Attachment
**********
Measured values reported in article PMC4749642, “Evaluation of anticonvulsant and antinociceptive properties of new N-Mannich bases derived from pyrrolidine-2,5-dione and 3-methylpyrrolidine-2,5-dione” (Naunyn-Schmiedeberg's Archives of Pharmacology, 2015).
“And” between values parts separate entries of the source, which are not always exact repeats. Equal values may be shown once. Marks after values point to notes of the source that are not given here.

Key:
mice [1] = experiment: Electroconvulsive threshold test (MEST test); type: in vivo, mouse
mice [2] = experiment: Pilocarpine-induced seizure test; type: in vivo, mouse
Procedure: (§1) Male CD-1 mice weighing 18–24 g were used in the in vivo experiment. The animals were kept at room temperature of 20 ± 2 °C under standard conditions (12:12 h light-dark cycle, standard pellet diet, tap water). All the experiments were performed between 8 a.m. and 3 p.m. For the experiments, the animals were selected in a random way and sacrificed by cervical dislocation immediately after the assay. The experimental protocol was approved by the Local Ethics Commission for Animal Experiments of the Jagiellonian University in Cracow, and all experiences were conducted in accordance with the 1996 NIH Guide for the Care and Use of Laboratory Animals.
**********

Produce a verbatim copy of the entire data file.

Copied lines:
Measured values reported in article PMC4749642, “Evaluation of anticonvulsant and antinociceptive properties of new N-Mannich bases derived from pyrrolidine-2,5-dione and 3-methylpyrrolidine-2,5-dione” (Naunyn-Schmiedeberg's Archives of Pharmacology, 2015).
“And” between values parts separate entries of the source, which are not always exact repeats. Equal values may be shown once. Marks after values point to notes of the source that are not given here.

Key:
mice [1] = experiment: Electroconvulsive threshold test (MEST test); type: in vivo, mouse
mice [2] = experiment: Pilocarpine-induced seizure test; type: in vivo, mouse
Procedure: (§1) Male CD-1 mice weighing 18–24 g were used in the in vivo experiment. The animals were kept at room temperature of 20 ± 2 °C under standard conditions (12:12 h light-dark cycle, standard pellet diet, tap water). All the experiments were performed between 8 a.m. and 3 p.m. For the experiments, the animals were selected in a random way and sacrificed by cervical dislocation immediately after the assay. The experimental protocol was approved by the Local Ethics Commission for Animal Experiments of the Jagiellonian University in Cracow, and all experiences were conducted in accordance with the 1996 NIH Guide for the Care and Use of Laboratory Animals.